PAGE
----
Renewables in Latin America: Not so blown away

By Thomaz Favaro

Latin America’s renewables sector has experienced steady growth in recent years. It is fuelled by a mix of rising energy demands, decreasing technology costs, availability of renewable resources and policy changes aimed at promoting sustainable development in the region. This article explores the outlook for the sector and the challenges facing its development.

The year of 2012 was not particularly strong for the renewable energy sector worldwide, with governments cutting subsidies for new, cleaner technologies in an effort to tackle the debt crises in the US and Europe. According to Bloomberg New Energy Finance, investments in green energy fell 11% globally to US$269bn, though this was still five times higher than in 2004. However, the downturn in the US and Europe has not been mirrored in most developing regions, including Latin America.

Wind energy has so far led renewables growth in Latin America. According to the Global Wind Energy Council, regional installed capacity increased from 2,280MW to 3,505MW in 2012, a substantially higher growth rate (54%) than the global average of 19%. More than half of these investments went to Brazil, which remains the main market for renewables in the region. The country had a particularly strong year for wind power, adding more than 1,000MW to bring capacity to a total of almost 2,500MW, with the creation of 38 new wind farms. Mexico, another rising star, registered a fivefold increase in clean energy investments in 2012, totalling $2 billion.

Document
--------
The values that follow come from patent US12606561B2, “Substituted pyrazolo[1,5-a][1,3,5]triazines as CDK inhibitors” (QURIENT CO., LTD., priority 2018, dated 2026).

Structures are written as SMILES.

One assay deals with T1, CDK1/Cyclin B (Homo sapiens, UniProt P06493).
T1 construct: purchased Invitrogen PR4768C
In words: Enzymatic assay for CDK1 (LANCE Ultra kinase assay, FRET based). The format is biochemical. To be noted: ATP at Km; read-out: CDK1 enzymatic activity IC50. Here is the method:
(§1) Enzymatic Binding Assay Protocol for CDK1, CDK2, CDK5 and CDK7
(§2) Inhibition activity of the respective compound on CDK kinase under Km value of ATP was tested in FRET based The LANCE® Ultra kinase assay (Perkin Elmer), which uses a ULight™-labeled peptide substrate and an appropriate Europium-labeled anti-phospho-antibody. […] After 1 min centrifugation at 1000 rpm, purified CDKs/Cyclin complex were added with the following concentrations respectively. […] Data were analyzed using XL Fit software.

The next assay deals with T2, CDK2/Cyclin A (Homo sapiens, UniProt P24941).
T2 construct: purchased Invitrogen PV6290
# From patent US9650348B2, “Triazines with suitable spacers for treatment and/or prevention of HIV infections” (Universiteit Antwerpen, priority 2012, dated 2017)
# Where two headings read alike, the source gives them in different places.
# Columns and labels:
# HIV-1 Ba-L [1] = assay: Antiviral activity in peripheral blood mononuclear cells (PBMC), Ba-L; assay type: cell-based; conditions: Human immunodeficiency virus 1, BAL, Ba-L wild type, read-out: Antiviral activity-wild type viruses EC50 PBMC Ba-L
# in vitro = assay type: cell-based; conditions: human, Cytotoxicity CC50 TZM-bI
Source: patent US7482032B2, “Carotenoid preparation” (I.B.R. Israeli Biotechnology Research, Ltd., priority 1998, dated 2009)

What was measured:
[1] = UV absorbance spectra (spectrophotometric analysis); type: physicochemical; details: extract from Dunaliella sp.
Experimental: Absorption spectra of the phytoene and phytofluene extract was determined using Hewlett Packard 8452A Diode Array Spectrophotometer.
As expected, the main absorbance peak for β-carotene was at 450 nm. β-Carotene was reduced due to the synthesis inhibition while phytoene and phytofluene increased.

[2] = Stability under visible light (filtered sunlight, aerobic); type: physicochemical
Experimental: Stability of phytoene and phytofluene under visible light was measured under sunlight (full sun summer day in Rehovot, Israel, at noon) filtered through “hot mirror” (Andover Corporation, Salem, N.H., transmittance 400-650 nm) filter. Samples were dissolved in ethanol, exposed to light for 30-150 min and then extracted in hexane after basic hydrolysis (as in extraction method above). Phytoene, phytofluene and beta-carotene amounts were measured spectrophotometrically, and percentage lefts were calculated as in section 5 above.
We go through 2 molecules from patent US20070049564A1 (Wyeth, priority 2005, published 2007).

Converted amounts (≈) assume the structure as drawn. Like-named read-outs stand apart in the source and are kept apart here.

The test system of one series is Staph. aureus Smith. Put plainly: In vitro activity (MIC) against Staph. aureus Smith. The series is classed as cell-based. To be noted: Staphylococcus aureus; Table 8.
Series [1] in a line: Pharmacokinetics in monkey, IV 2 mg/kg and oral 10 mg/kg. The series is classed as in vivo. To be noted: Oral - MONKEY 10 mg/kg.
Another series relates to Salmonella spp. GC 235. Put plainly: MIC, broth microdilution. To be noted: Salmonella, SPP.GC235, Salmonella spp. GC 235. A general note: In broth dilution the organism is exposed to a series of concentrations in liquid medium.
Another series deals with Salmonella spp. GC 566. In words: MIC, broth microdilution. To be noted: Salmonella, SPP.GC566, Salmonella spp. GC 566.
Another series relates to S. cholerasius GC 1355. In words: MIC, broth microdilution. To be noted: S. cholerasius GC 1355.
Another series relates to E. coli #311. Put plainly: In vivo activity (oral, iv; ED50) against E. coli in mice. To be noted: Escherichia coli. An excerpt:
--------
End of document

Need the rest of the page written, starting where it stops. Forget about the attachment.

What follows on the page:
Smaller countries have also begun to embrace alternative energies. Uruguay has only 52MW of wind power online, but recently embarked on a bold expansion plan aiming to improve capacity to 1,000MW by 2015. Uruguay has held successful tenders for three consecutive years; in a sign of the government’s commitment to its goals, in 2012 the developers that did not win contracts were allowed to sell energy at the average rate awarded to the winning bids. Major expansion of wind markets also took place in Argentina, Chile and Mexico.

Solar power is growing at an even faster pace, helped by plummeting costs worldwide, though its size still dwarfs that of other renewables. Large-scale solar projects totalling 8,400MW have been announced in the region. Chile is particularly keen to attract companies to tap favourable natural solar conditions in its northern Atacama Desert. In January, the Chilean government approved 3,100MW of photovoltaic projects, mainly to supply the energy-intensive mining sector and reduce its dependence on unreliable imports from neighbouring Argentina. California-based global solar power energy company SunEdison and Chilean mining company CAP agreed in January to build a solar photovoltaic power plant, which with a planned capacity of 100MW, will be the largest in Latin America.

Latin America can also claim a certain home advantage in the renewables sector: Brazil pioneered the ethanol industry in the 1970s and, since 2003, virtually all new vehicles produced locally are designed to take either ethanol or petrol (gasoline), or a combination of both. More recently, other sugar cane-rich Latin American countries such as Argentina, Costa Rica, Colombia and Peru have begun to follow suit – often with the help of domestic regulations obliging fuel merchants to mix ethanol into petrol. 

Developments and hold-ups

Although a green private sector is emerging in Latin America, the region still underperforms when its resource endowment and increasing power demand are taken into account. Furthermore, the region weathered the global recession remarkably well and did not endure the credit crunch seen in many developed economies. Excluding Brazil, the region received only $2 billion of green energy investments in 2011, or roughly 1% of global investment. However, this number excludes large-scale hydroelectric projects, which remain a significant energy source for the region and one of the main reasons why renewable sources represent a larger slice of Latin America’s energy matrix than in most parts of the world. The situation was markedly better in 2012, with Mexico alone registering $2 billion, but considerable room for improvement remains.